Already there has been a lot of anger and disappointment expressed in many quarters at the US Bishops’ “pastoral” letter on the sanctimony of marriage. (As the NCR notes in editorial, there is nothing remotely pastoral in its tone or approach.) But anger and disappointment will not change anything.
As I have noted before, it is central to theology that all of us in the church have not just the right, but an obligation to make our views known to our pastors and bishops, especially where we disagree with them. On sexual matters, where we self-evidently have far greater experience than they, this obligation is particularly strong. The NCR report notes that the draft they have seen reads as if the writers had no experience of marriage preparation or pastoral counselling, let alone of actual real world sexual relationships.
So here is a plan for a constructive response, forwarded to me as email from Fortunate Families: write to the bishops. Write politely, and don’t try to teach them theology or Scripture, of which they have some knowledge, and may not recognise that you do too. Write about your own experience, which you are intimately familiar with, and of which they have no knowledge at all. The letter from Fortunate Families refers specifically to issue of gay relationships, but there is no need to restrict it to that one only. Some of you are not gay, or may have had earlier marriage and children – as I have done. Or. you may be able to write on observations of close family members or friends, and their experiences. But write.
(As a non-American, I am in two minds whether it is appropriate to write myself – but am becoming inclined to do so, stating my position clearly. I am not American, but their statement will ahve repercussions beyond the US borders.)
The letter from Fortunate Families follows:
Dear Fortunate Families friends:
We’re forwarding this NCR email for your information and to give you an opportunity to express your opinion on an impending U.S. Bishops’ document.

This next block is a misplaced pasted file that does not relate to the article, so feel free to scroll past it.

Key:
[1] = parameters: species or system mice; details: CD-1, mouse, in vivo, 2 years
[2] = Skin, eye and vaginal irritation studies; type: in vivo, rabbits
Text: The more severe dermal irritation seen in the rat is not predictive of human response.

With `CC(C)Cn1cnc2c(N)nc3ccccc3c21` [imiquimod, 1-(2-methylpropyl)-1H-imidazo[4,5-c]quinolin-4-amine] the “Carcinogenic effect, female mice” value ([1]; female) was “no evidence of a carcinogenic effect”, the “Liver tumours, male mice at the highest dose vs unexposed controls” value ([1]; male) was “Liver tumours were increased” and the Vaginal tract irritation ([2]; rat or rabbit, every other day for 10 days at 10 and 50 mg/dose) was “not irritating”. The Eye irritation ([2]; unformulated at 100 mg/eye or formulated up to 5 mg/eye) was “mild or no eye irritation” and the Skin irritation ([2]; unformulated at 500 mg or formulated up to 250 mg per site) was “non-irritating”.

The U.S. Bishops are currently individually reviewing the draft of a pastoral letter — “Marriage: Love and Life in the Divine Plan” — which they will formally consider at their Nov. 16-19 national meeting. We encourage you to share your opinion of the draft with them prior to their meeting, especially the section on same-sex marriage.
The National Catholic Reporter published an on-line article about the draft (see below), which includes a link to the draft document itself (same-sex marriage is treated in lines 423-465 in this 57-page document).
The NCR says that in the draft: “The bishops decry the rise of same-sex marriage as ‘one of the most troubling developments in contemporary culture.’ Same-sex marriage ‘redefines the nature of marriage and the family and, as a result harms both the intrinsic dignity of every human person and the common good of society’.”
Relative to this statement, it’s worth noting that the document’s entire section on same-sex marriage cites only previous church documents to support this claim. Perhaps that’s because “Countries as Catholic as Spain, as different as Sweden and South Africa, and as near as Canada have embraced gay and lesbian marriage without any noticeable effect — except the increase in human happiness and social stability that comes from permitting people to marry for love.” [“Gay Marriage and the Constitution” by David Boies, reprinted in the September 2009 Fortunate Families newsletter]. And, after 5 years of same-sex marriage — according to the most recent data from the National Center For Vital Statistics — Massachusetts remains the state with the lowest divorce rate. [Huffington Post, Sept. 3, 2009].
You might address their claims, and the question:” Does same-sex marriage affect opposite-sex marriage, the family, and the common good? And, if so, how?
Sharing your knowledge and experience of persons in same-sex relationships could be of great benefit to the bishops if, like their 2006 pastoral guidelines document, this draft was written without consultation with openly gay or lesbian persons or their parents. As you write, please consider that bishops are more likely to read and consider letters that are respectful in tone and reasoned in substance. They can disagree with your position but they cannot deny your story.
We suggest you write to:
Cardinal Francis George
3211 Fourth St. NE
Washington DC 20017
Archbishop Francis E. Kurtz
Chair, USCCB Sub-committee on Marriage and Family
3211 Fourth St NE
Washington DC 20017
Your local Catholic newspaper
Your local secular newspaper
Thank you for your consideration. We welcome a copy of your correspondence if you are willing to share it us. Blessings!